Some posts are sad by nature and some are sad by association. I am not sure if that makes sense to anyone else, but it does to me. And since this is my blog it is my vote that counts. Anyway as I grow older and presumably gain more wisdom I get to bear witness to more life experiences.
Marriage, divorce, childbirth, life and death. I have seen a little bit of everything. Can’t say, or won’t say that I consider myself to be an expert on any of it. But if there is one thing that I have learned it is that we all have separate paths to walk and that there is no one right way to live life.
Some people have accused me of trying to take a stance of being a fence sitter. I suppose that it is nice to live in a world in which everything is black and white, good or bad, etc. I wish that it were so easy. I wish that I could divide the world up in this manner, but I just can’t.
It doesn’t mean that there aren’t areas in which I draw lines or that I don’t have very clear feelings about what is right or wrong, I do. But I learned a long time ago that in some areas of life it is not so easy to make these claims.
Denise and I have been friends for many years. We met at youth group event a thousand years ago, attended the same summer camp and have a number of friends in common. I was at her wedding as she was at mine. So it is fair to say that we have been a part of each other lives and that we have grown up together.
A while back she confided in me that she and her husband were having some problems with their relationship. For a while I did nothing but listen and try to absorb it all. From an outsider’s perspective you’d never guess that they were unhappy. They are good actors, but that also comes from trying to protect the children.
Anyway, Denise told me her story and then waited for my response. I was very cautious in how I replied. I tried to go for the safe response and suggested that she consider going to counseling with him. She told me that she really didn’t see the point and that in her experience once the love was gone it never came back.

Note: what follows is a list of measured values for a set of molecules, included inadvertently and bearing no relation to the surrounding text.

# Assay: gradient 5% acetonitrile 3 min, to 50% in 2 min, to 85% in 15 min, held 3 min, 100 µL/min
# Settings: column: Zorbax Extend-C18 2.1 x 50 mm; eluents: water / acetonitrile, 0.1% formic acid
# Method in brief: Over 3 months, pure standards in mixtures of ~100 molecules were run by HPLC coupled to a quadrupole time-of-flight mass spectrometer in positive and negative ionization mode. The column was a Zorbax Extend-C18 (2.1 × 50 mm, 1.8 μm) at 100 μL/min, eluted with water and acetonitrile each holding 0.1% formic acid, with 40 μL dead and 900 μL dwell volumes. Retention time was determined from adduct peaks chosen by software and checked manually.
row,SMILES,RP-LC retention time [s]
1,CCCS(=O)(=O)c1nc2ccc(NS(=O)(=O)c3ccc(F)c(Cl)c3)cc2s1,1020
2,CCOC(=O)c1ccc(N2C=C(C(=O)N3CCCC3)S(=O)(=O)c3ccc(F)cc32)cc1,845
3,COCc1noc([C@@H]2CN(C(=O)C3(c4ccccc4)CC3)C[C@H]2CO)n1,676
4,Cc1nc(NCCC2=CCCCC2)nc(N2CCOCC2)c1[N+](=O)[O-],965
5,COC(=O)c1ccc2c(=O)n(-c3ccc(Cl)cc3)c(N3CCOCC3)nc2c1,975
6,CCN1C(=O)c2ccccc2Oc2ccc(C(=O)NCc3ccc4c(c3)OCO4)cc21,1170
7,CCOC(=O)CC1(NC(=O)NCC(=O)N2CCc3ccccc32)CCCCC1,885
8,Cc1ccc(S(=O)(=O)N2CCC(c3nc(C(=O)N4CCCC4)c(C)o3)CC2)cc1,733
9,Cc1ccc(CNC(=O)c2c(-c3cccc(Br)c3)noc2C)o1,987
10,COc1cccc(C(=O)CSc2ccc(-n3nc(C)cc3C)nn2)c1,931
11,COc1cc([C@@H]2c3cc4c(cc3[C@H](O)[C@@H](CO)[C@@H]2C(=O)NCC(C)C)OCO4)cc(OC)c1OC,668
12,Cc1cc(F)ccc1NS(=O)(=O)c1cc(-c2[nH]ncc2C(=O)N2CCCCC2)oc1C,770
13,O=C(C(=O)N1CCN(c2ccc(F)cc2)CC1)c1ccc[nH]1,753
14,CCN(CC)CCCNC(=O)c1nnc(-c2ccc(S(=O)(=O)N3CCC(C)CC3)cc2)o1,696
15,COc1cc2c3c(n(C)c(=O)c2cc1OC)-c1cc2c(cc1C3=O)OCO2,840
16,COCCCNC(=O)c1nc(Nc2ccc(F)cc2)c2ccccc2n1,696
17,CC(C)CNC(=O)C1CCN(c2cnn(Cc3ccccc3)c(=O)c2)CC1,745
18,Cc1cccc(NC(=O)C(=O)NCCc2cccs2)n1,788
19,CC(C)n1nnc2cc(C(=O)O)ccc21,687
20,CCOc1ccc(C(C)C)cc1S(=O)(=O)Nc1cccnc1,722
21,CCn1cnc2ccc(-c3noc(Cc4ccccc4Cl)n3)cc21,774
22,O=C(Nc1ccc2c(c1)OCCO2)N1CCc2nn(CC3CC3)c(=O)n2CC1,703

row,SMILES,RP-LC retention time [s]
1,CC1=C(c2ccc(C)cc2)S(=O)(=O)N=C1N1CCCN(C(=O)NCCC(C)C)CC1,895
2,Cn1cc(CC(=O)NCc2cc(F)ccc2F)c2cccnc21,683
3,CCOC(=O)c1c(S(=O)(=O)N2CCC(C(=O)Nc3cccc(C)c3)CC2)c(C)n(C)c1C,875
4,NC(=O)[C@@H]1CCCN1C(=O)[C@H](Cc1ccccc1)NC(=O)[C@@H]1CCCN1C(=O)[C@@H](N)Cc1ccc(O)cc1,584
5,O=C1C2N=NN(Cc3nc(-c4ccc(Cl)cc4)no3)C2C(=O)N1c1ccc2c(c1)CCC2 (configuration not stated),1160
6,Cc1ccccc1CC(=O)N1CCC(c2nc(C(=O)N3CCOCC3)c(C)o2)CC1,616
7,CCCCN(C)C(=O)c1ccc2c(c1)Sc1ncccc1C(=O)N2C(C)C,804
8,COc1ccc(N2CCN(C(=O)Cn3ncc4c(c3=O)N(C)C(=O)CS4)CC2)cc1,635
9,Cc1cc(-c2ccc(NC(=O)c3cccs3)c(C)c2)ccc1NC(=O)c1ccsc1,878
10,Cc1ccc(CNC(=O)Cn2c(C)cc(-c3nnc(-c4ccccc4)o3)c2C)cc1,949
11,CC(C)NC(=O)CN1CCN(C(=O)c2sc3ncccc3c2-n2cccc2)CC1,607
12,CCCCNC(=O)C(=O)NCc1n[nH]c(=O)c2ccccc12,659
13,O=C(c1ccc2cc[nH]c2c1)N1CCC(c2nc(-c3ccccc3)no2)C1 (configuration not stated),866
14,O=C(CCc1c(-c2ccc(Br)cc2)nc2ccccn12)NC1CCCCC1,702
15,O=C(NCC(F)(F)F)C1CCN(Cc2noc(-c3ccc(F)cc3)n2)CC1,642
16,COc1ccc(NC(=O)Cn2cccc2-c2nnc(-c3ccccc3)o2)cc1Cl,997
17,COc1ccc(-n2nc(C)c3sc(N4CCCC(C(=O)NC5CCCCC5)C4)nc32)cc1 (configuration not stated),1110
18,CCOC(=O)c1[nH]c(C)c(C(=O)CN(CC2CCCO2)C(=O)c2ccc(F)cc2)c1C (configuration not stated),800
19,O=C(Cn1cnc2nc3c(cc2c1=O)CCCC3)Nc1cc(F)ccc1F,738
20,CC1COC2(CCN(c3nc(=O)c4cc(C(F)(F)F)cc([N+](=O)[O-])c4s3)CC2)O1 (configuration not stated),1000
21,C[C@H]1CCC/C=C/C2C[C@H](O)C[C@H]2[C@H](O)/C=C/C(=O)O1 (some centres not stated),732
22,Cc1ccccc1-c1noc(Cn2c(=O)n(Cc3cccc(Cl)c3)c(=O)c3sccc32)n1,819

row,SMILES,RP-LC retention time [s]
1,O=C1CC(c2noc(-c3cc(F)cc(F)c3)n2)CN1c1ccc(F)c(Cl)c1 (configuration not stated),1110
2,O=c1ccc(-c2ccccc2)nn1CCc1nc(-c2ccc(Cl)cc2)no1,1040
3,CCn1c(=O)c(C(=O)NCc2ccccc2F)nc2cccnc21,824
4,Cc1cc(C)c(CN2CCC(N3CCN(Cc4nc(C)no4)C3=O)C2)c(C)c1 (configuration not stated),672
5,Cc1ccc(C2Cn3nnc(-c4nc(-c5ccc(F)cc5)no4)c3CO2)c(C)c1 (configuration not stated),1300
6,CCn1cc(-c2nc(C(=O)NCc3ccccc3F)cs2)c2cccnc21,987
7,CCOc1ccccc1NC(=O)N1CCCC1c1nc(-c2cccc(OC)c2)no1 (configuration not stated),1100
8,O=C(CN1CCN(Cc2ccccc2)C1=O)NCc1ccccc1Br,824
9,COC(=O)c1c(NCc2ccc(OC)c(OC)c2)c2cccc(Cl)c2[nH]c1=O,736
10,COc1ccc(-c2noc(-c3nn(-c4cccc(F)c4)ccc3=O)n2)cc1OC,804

So I asked her if she wasn’t going to go to counseling why she would stay in her marriage. In response she told me that her husband was a child of divorce and that he had told her about how horribly it had affected him.
I didn’t say anything. She pressed me for a response and gave me the speech, “I won’t be angry, just tell me.” On a side note I hate that speech. It is no safer than the “does this make me look fat” talk.
Anyway, I hemmed and hawed and decided to give her my real opinion. Here is a rough outline:
1) I do not believe that all marriages are made to last.
2) Divorce doesn’t have to be a nightmare for you or for the children. Sometimes it can be the best thing.
3) Staying married solely for the children is not always smart.
Please remember that I am not a doctor, social worker or miracle man, I just play one on television.
On a serious note, Denise was surprised when I told her that I didn’t think that all marriages are meant to last and that I am not an advocate for staying married solely for the children.
I won’t rehash the entire conversation, but I’ll share this. I think that marriage is a wonderful thing that a good marriage is amazing. And I’ll say as I have many times that relationships take work. You have to take care of them or they start to suffer and bad things can happen.
But the thing is that sometimes even if you try to take care of them you find that you and your partner grow apart. As you age sometimes you just go in different directions. Sometimes you can bridge that gap. Sometimes that works and sometimes you find yourself so far apart that you don’t recognize the other anymore.
At some point you have to commit to working together to find new things in common or you have to accept that you have chosen to go a separate way. But if you do choose to take that separate path you are really sailing in uncharted waters.
Denise came right out and asked me if I thought that she should get divorced. I told her that I couldn’t answer that question. I am not a part of that marriage. I can’t say whether it is beyond repair or not. It is not my place.
All I can do is listen. I really don’t know what she’ll do. As our last conversation she was going to try and hang on until her youngest graduates high school. If I remember correctly that is around 14 or 15 years.
But if you ask me, it won’t last that long. Based upon what she told me I just can’t see it lasting that long. They don’t do much as a couple anymore. They’re more like roommates. She is a serious romantic. At some point in time she is going to miss that and she is going to begin to grow more irritated with him.
Unless something happens, I give it five years, but what do I know. I am not part of that relationship. Maybe it is better than she suggests.